Multiple sclerosis (MS) is a chronic inflammatory, demyelinating and neurodegenerative disease of the central nervous system that affects over 2.3 million people worldwide. Identification of MS biomarkers to aid in the diagnosis and treatment at an early stage is extremely important due to the varied clinical characteristics of MS and the poor effectiveness of current treatments.
By comparing information on the genes and proteins expressed in the brains of thousands of individuals with and without multiple sclerosis, a new study has identified three genes and their expressed proteins that may be involved in the pathogenesis of multiple sclerosis.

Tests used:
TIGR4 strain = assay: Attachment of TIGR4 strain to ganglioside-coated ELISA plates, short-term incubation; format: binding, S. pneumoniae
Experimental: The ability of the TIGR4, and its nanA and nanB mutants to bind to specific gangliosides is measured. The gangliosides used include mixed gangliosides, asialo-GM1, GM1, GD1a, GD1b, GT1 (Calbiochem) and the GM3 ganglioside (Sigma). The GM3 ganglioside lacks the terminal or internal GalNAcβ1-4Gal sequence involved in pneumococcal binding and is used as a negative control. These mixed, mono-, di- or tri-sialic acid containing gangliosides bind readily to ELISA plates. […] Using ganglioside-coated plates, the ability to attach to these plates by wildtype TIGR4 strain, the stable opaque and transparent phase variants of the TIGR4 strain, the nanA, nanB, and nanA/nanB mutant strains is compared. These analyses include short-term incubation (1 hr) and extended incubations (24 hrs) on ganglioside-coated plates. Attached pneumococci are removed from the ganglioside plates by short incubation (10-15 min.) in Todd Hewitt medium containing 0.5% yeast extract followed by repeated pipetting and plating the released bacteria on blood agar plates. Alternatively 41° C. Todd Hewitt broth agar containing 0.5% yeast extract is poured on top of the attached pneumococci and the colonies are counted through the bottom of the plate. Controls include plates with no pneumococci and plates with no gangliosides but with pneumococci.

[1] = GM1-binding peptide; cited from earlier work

Investigators discovered different expression levels of the SHMT1, FAM120B, and ICA1L genes (and their proteins) in the brain tissues of patients versus controls.
Scientists noted, “Studying the functions of these genes may uncover new information on the mechanisms involved in the development and progression of multiple sclerosis. Our findings shed new light on the pathogenesis of MS and prioritized promising targets for future therapy research.”